David W. Hercher, a partner at Miller Nash, says when he first met Pearson while opposing her on a case, what most impressed him was her demeanor. “Some attorneys feel like they have to be unpleasant in order to advocate for their clients,” he explains. But Pearson tries to keep everything as harmonious as possible, even if the cases are heavy with dissonance.
With a focus on business bankruptcy, Pearson generally represents lenders, receivers, trustees and creditors in cases that lead to reorganization or receivership. Pearson has built her reputation handling high-profile cases such as the Sunwest Management Inc. bankruptcy, which involved a chain of assisted living homes and was concluded after more than three years in 2011. Pearson says it was so complicated she hung a big chart on her wall to keep track of the several affiliated cases for the dozen lenders she represented. Then there was the Chapter 11 reorganization of the Archdiocese of Portland in Oregon, filed in 2004 in response to multiple claims regarding clergy sexual misconduct.
Albert N. Kennedy of Tonkon Torp likes to mention another endeavor they worked on together that was a bit out of the ordinary. It involved financing a 2009 film called Transylmania, which was a flop. The plot, according to the Internet Movie Database, involved a group of college kids on a semester abroad in Romania who come to realize that “if the partying doesn’t kill them, the vampires just might!” Kennedy says the film, an attempt at comedy, was worthy of “zero stars. The worst movie ever made.”
Pearson is attracted to dismal situations seemingly destined to make losers out of all parties. She cites the case of a Lake Oswego dental practice that had been abandoned by its owner, leaving fellow dentists, hygienists, patients, not to mention creditors, in the lurch. Pearson was able to set up a receivership and keep the business going, eventually selling it for half a million dollars and paying the creditors.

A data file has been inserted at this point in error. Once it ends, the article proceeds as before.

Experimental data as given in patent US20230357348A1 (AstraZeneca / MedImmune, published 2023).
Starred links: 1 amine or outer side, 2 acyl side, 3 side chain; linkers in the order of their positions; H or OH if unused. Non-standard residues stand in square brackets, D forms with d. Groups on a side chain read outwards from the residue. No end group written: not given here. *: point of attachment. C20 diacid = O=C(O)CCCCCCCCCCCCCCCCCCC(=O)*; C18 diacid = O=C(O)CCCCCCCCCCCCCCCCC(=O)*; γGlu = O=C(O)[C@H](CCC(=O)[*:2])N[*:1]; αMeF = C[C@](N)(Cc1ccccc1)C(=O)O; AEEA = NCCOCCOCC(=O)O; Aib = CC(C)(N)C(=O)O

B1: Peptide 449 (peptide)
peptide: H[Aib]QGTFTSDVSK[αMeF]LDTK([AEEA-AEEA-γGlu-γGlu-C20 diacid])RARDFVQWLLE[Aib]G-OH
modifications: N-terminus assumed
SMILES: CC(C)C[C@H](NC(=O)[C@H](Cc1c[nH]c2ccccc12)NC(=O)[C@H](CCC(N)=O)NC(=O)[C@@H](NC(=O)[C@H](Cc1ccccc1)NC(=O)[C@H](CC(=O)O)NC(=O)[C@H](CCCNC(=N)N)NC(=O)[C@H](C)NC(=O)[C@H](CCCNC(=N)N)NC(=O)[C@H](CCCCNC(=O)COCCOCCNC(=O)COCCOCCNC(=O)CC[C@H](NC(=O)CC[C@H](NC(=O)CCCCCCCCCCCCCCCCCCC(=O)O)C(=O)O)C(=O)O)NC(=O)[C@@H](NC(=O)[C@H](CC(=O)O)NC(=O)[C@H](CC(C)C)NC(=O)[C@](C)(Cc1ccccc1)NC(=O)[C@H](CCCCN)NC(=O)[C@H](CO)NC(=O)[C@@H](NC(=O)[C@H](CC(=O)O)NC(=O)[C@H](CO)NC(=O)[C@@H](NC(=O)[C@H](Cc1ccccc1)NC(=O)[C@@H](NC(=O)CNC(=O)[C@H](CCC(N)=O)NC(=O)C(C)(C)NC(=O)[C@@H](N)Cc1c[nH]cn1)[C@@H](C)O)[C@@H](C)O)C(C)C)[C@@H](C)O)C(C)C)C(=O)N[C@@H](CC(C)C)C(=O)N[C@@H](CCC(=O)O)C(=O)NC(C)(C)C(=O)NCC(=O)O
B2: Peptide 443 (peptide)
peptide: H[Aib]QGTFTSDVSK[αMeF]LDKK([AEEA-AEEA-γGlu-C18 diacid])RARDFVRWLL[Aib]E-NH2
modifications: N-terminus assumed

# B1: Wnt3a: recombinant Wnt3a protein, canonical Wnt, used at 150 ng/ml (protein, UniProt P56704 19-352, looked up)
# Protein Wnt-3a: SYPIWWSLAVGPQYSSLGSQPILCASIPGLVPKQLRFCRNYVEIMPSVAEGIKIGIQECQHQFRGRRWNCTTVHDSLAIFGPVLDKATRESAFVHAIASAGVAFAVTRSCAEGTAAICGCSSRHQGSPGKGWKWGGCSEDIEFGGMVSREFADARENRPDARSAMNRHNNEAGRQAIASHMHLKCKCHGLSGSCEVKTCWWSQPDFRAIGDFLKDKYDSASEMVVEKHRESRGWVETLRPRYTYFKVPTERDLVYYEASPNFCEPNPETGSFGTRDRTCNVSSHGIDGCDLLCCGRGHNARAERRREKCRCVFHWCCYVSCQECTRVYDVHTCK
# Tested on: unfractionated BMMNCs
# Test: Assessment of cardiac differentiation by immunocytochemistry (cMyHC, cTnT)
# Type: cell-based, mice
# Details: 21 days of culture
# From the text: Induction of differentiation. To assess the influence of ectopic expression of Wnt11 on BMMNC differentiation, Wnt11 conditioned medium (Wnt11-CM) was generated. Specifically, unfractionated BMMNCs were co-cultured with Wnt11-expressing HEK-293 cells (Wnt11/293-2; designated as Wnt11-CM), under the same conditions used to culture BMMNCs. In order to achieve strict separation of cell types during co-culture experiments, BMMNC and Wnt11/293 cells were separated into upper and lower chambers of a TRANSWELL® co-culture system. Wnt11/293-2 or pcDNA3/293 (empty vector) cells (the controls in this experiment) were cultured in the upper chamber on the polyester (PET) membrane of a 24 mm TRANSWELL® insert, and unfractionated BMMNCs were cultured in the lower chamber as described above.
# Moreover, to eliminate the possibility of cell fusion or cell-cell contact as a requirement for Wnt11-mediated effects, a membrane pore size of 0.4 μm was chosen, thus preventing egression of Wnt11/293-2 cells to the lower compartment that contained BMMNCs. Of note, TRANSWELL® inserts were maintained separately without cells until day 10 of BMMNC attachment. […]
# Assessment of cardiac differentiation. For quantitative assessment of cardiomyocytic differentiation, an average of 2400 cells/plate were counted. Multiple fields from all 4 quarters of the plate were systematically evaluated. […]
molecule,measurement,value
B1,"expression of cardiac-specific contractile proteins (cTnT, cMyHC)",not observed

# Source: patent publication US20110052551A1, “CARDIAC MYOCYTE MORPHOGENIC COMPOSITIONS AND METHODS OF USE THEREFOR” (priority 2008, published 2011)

Pearson says bankruptcy law is a field where, “there are lots of places where you can take something ugly and make it better.”
In February 2009, she took on the bankruptcy case of Orchards Village Investments. Orchards Village was a Vancouver senior living community. Pearson represented the receiver in the case, taking several years, involving several states and several competing plans for resolution, and in the end benefiting many. Tara J. Schleicher, a partner at Farleigh Wada Witt, who also worked on the case, remembers that through their mutual efforts the elderly people who’d put down deposits for the failed enterprise were able to get money back. “It isn’t always just about the high profile cases for Teresa,” Schleicher says. “She finds the right folks to advocate for people she sees as downtrodden.”
Just as in the days of band practice in Wyoming, Pearson’s still a joiner. She’s a member and former chair of the Oregon State Bar’s Debtor-Creditor section’s Executive Committee and she’s a frequent contributor to their quarterly newsletter. For the past few years, she has organized the section’s annual conference. She’s also a volunteer for Credit Abuse Resistance Education, addressing high school students about the hazards of credit cards and the merits of building good credit.
On rare occasions she combines the musical side of her life with the legal side. A few years ago at a firm event, Pearson played a duet with Geoffrey Groshong, an oboe player who is also an insolvency lawyer with the Miller Nash Seattle office. Rumor has it, they put on a stirring performance.